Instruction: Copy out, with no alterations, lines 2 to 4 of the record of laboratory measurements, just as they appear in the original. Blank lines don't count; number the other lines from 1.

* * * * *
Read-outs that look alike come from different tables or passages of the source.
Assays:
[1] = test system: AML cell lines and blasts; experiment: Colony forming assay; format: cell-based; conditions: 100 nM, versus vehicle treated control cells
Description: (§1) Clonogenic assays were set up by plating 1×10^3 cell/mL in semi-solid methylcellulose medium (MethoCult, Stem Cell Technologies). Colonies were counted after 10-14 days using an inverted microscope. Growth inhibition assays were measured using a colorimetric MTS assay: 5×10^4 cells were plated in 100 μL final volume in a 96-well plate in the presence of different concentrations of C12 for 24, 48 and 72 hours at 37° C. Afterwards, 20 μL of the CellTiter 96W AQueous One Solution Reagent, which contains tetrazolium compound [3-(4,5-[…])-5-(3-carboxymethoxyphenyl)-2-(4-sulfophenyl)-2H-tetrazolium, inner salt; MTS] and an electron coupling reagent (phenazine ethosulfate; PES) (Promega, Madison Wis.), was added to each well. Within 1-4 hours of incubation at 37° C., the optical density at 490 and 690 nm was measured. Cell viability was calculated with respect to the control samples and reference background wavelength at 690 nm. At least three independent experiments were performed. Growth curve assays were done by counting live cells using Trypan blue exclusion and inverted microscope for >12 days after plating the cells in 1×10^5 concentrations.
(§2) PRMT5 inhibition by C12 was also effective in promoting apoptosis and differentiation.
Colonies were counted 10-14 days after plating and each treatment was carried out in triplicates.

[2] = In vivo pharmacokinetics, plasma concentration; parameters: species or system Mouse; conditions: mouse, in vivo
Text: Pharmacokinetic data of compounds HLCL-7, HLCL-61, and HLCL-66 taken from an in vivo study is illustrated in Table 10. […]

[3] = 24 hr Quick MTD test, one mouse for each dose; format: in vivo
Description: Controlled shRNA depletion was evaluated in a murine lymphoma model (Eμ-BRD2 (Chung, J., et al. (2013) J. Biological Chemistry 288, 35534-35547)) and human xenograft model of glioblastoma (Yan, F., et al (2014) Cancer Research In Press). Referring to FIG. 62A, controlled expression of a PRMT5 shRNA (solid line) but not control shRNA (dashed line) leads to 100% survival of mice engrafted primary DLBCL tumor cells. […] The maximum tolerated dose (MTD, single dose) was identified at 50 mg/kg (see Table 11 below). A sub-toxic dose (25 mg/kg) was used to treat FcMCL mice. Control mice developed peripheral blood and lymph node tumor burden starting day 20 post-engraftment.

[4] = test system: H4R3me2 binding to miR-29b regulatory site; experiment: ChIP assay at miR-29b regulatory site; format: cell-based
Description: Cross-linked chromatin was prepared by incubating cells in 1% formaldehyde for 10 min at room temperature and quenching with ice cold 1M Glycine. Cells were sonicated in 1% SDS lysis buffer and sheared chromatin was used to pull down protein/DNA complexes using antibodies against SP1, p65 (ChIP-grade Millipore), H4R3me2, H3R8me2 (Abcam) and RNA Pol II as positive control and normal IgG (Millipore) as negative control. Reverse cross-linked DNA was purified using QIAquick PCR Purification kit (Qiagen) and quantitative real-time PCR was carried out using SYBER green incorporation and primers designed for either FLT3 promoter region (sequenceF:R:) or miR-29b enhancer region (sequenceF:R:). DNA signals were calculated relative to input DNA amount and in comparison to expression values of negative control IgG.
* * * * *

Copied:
Assays:
[1] = test system: AML cell lines and blasts; experiment: Colony forming assay; format: cell-based; conditions: 100 nM, versus vehicle treated control cells
Description: (§1) Clonogenic assays were set up by plating 1×10^3 cell/mL in semi-solid methylcellulose medium (MethoCult, Stem Cell Technologies). Colonies were counted after 10-14 days using an inverted microscope. Growth inhibition assays were measured using a colorimetric MTS assay: 5×10^4 cells were plated in 100 μL final volume in a 96-well plate in the presence of different concentrations of C12 for 24, 48 and 72 hours at 37° C. Afterwards, 20 μL of the CellTiter 96W AQueous One Solution Reagent, which contains tetrazolium compound [3-(4,5-[…])-5-(3-carboxymethoxyphenyl)-2-(4-sulfophenyl)-2H-tetrazolium, inner salt; MTS] and an electron coupling reagent (phenazine ethosulfate; PES) (Promega, Madison Wis.), was added to each well. Within 1-4 hours of incubation at 37° C., the optical density at 490 and 690 nm was measured. Cell viability was calculated with respect to the control samples and reference background wavelength at 690 nm. At least three independent experiments were performed. Growth curve assays were done by counting live cells using Trypan blue exclusion and inverted microscope for >12 days after plating the cells in 1×10^5 concentrations.